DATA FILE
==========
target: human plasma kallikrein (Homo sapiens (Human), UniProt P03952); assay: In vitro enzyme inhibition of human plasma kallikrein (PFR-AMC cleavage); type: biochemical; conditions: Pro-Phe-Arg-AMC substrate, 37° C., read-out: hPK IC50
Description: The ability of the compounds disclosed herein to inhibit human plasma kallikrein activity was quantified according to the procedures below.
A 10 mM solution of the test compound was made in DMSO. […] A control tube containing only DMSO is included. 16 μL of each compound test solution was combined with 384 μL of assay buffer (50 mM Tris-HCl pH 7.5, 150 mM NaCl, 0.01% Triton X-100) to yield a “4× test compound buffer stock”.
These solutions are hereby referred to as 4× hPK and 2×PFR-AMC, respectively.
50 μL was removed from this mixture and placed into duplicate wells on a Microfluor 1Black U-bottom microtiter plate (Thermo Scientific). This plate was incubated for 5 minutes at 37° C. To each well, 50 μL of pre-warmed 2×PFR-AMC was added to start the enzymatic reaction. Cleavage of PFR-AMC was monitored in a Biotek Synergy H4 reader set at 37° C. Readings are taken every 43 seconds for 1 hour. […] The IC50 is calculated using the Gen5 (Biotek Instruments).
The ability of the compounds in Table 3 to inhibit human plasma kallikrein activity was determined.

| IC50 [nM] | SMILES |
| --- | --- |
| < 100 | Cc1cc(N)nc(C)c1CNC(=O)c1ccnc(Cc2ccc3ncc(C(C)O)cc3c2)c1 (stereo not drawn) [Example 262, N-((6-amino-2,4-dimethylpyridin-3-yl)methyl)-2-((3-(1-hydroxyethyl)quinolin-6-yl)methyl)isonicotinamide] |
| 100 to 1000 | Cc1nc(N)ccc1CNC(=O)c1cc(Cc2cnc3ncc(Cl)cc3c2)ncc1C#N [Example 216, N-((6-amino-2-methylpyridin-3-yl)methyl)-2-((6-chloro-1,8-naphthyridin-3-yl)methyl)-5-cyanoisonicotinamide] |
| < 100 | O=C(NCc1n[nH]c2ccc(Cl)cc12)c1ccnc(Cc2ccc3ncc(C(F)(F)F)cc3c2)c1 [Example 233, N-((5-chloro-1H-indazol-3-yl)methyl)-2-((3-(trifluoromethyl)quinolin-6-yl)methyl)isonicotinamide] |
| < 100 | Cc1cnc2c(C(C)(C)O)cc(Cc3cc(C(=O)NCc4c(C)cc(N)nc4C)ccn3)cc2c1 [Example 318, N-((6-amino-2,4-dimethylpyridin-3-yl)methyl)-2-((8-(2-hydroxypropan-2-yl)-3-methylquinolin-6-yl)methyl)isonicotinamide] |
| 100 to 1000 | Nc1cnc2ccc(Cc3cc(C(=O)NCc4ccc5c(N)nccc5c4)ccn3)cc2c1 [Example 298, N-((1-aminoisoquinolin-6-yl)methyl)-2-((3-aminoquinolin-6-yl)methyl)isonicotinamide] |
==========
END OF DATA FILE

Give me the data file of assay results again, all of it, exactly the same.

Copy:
target: human plasma kallikrein (Homo sapiens (Human), UniProt P03952); assay: In vitro enzyme inhibition of human plasma kallikrein (PFR-AMC cleavage); type: biochemical; conditions: Pro-Phe-Arg-AMC substrate, 37° C., read-out: hPK IC50
Description: The ability of the compounds disclosed herein to inhibit human plasma kallikrein activity was quantified according to the procedures below.
A 10 mM solution of the test compound was made in DMSO. […] A control tube containing only DMSO is included. 16 μL of each compound test solution was combined with 384 μL of assay buffer (50 mM Tris-HCl pH 7.5, 150 mM NaCl, 0.01% Triton X-100) to yield a “4× test compound buffer stock”.
These solutions are hereby referred to as 4× hPK and 2×PFR-AMC, respectively.
50 μL was removed from this mixture and placed into duplicate wells on a Microfluor 1Black U-bottom microtiter plate (Thermo Scientific). This plate was incubated for 5 minutes at 37° C. To each well, 50 μL of pre-warmed 2×PFR-AMC was added to start the enzymatic reaction. Cleavage of PFR-AMC was monitored in a Biotek Synergy H4 reader set at 37° C. Readings are taken every 43 seconds for 1 hour. […] The IC50 is calculated using the Gen5 (Biotek Instruments).
The ability of the compounds in Table 3 to inhibit human plasma kallikrein activity was determined.

| IC50 [nM] | SMILES |
| --- | --- |
| < 100 | Cc1cc(N)nc(C)c1CNC(=O)c1ccnc(Cc2ccc3ncc(C(C)O)cc3c2)c1 (stereo not drawn) [Example 262, N-((6-amino-2,4-dimethylpyridin-3-yl)methyl)-2-((3-(1-hydroxyethyl)quinolin-6-yl)methyl)isonicotinamide] |
| 100 to 1000 | Cc1nc(N)ccc1CNC(=O)c1cc(Cc2cnc3ncc(Cl)cc3c2)ncc1C#N [Example 216, N-((6-amino-2-methylpyridin-3-yl)methyl)-2-((6-chloro-1,8-naphthyridin-3-yl)methyl)-5-cyanoisonicotinamide] |
| < 100 | O=C(NCc1n[nH]c2ccc(Cl)cc12)c1ccnc(Cc2ccc3ncc(C(F)(F)F)cc3c2)c1 [Example 233, N-((5-chloro-1H-indazol-3-yl)methyl)-2-((3-(trifluoromethyl)quinolin-6-yl)methyl)isonicotinamide] |
| < 100 | Cc1cnc2c(C(C)(C)O)cc(Cc3cc(C(=O)NCc4c(C)cc(N)nc4C)ccn3)cc2c1 [Example 318, N-((6-amino-2,4-dimethylpyridin-3-yl)methyl)-2-((8-(2-hydroxypropan-2-yl)-3-methylquinolin-6-yl)methyl)isonicotinamide] |
| 100 to 1000 | Nc1cnc2ccc(Cc3cc(C(=O)NCc4ccc5c(N)nccc5c4)ccn3)cc2c1 [Example 298, N-((1-aminoisoquinolin-6-yl)methyl)-2-((3-aminoquinolin-6-yl)methyl)isonicotinamide] |